Cyteen by C.J. Cherryh

About the Book

This book was quite a departure from the other books by Cherryh I’ve read before. If you haven’t been watching my blog, I have been reading her books from the beginning of the CompanyWars. After finishing those books, I decided to jump into Cyteen to see what is happening in Union space.

This book begins with the history of Cyteen, and how it came to be. We have heard this story in bits and pieces in all her books, but never from the perspective of the Union. A key place in Cyteen is Reseune. This is where they create azi. Azi are humans, that are bioenginereed, and trained with ’tape’. They don’t have mothers. They are contracted to a Supervisor. Union needed bodies to get their civilization moving and colonized. They needed soldiers, farmers, and other people. One of the founders of Resune research facility is Ariane Emory. She is the mastermind behind all the azi setup. Eventually everyone grows old and dies, but in Reseune you can also make Personal Replicates (we would call them clones). The first part of the book is about Ariane and the politics of Resune. Then, she is murdered and cloned. They raise her until she becomes as good as her predecessor. Enemies and friends of the old Ari (AE1) are still around and it takes some adjustment to deal with her. Eventually there is an incident on Cyteen that forces the new Ari (AE2) to assume control of Resuene and continue the work of AE1. The book ends after the passing of power.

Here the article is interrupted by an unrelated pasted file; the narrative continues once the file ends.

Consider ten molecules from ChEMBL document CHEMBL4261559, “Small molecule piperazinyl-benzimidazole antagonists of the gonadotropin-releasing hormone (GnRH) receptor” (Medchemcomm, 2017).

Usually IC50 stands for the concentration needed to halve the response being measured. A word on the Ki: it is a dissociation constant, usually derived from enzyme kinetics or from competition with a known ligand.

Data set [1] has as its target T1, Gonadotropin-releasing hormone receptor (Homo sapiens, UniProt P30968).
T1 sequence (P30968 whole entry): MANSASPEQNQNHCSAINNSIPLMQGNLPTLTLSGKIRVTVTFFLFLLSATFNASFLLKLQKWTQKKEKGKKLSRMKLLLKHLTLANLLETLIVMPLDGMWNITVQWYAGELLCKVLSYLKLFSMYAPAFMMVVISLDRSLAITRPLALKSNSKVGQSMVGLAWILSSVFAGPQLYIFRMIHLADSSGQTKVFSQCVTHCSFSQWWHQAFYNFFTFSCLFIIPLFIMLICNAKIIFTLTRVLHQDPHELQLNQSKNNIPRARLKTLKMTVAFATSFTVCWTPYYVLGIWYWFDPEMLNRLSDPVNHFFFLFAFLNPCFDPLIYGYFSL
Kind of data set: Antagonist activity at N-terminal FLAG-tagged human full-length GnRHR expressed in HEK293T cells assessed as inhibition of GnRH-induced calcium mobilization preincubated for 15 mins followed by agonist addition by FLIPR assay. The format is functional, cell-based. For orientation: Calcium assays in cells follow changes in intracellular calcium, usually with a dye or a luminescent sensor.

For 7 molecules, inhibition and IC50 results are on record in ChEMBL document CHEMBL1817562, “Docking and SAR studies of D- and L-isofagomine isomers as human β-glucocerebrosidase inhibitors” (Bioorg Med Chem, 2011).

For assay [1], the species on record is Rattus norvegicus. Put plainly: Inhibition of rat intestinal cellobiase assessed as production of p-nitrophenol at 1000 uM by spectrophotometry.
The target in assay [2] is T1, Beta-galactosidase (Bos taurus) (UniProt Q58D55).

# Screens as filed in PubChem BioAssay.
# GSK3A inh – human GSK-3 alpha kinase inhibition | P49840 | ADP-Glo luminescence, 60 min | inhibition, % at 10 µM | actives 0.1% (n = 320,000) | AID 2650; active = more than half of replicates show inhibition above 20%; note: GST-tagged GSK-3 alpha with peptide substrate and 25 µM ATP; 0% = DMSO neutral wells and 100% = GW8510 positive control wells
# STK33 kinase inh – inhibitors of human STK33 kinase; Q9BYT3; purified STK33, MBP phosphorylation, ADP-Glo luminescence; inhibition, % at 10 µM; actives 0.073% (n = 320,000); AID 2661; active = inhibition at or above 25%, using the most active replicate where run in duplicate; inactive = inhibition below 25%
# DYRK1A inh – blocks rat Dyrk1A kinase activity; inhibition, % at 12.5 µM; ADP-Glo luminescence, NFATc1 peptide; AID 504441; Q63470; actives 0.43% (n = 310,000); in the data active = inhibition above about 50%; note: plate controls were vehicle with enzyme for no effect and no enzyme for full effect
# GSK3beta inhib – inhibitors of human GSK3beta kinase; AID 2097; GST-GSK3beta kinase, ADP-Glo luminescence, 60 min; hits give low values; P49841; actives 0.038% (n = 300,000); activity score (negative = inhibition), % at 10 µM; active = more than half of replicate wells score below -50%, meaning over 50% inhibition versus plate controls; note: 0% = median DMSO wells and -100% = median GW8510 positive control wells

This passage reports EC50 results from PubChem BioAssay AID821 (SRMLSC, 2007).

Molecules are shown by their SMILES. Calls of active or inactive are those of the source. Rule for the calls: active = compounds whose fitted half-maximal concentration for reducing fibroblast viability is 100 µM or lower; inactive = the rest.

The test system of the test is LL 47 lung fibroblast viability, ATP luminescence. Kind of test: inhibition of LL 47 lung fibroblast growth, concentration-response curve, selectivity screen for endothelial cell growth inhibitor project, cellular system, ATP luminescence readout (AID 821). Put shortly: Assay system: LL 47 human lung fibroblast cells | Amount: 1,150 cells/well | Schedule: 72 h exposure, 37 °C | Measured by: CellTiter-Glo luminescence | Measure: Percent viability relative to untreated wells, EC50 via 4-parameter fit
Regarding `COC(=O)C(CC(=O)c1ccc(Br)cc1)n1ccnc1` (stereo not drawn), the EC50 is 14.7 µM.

This book was very long, and certainly felt like it. I really like the concepts she talks about: tape learning, cloning - workers vs. personal clones, psych, ‘flux’ thinking of humans, and identity. I like how the 40,000 settlers in Gehanna is brought into play with politics. I really want to read that book now! Unfortunately, the problem with this book is that it’s just too goddamned long. She needed an editor to slice all the unnesessary thinking of the characters in half. This book did not need to be 680 pages. It should’ve been about 300-400 pages. Cherryh is better with her shorter books in my opinion. The scope of this book just got away from her I think. This book must’ve been released at the height of her fame, so she got away with releasing a monstrosly long book without letting the editor cut it down to size.

I’m torn with this book. I loved the politics, exploration of cloning & identity but it just dragged on and on. I’ve read books that are over 1000 pages, but they didn’t feel like they were so long. There was too little action in this one. All-in-all, I have to say this was my least favourite C.J. Cherryh book I’ve read thus far.

Would I recommend you read this one? Only if you are a super fan and need to read every book in a series. After this one, I will take a bit of a break from Cherryh’s world and read some other books lest I sour on C.J. Cherryh completely.

Rating: ★★★

Book #107 in my ReadingChallenge2021

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